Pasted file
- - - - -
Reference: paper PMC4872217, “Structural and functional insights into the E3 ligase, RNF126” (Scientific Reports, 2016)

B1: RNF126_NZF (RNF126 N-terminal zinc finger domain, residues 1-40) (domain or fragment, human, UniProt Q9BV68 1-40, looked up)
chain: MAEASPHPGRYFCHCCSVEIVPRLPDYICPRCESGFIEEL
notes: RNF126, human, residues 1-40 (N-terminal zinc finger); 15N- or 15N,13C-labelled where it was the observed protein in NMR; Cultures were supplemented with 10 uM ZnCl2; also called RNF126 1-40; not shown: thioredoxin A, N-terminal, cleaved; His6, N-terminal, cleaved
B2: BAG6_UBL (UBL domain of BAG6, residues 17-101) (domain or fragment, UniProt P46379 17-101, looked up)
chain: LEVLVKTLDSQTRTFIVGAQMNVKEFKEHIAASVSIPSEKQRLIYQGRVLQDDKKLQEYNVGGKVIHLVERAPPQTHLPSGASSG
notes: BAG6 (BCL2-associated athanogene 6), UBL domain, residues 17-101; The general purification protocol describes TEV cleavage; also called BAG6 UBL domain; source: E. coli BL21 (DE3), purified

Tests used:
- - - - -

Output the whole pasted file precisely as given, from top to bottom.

Reference: paper PMC4872217, “Structural and functional insights into the E3 ligase, RNF126” (Scientific Reports, 2016)

B1: RNF126_NZF (RNF126 N-terminal zinc finger domain, residues 1-40) (domain or fragment, human, UniProt Q9BV68 1-40, looked up)
chain: MAEASPHPGRYFCHCCSVEIVPRLPDYICPRCESGFIEEL
notes: RNF126, human, residues 1-40 (N-terminal zinc finger); 15N- or 15N,13C-labelled where it was the observed protein in NMR; Cultures were supplemented with 10 uM ZnCl2; also called RNF126 1-40; not shown: thioredoxin A, N-terminal, cleaved; His6, N-terminal, cleaved
B2: BAG6_UBL (UBL domain of BAG6, residues 17-101) (domain or fragment, UniProt P46379 17-101, looked up)
chain: LEVLVKTLDSQTRTFIVGAQMNVKEFKEHIAASVSIPSEKQRLIYQGRVLQDDKKLQEYNVGGKVIHLVERAPPQTHLPSGASSG
notes: BAG6 (BCL2-associated athanogene 6), UBL domain, residues 17-101; The general purification protocol describes TEV cleavage; also called BAG6 UBL domain; source: E. coli BL21 (DE3), purified

Tests used: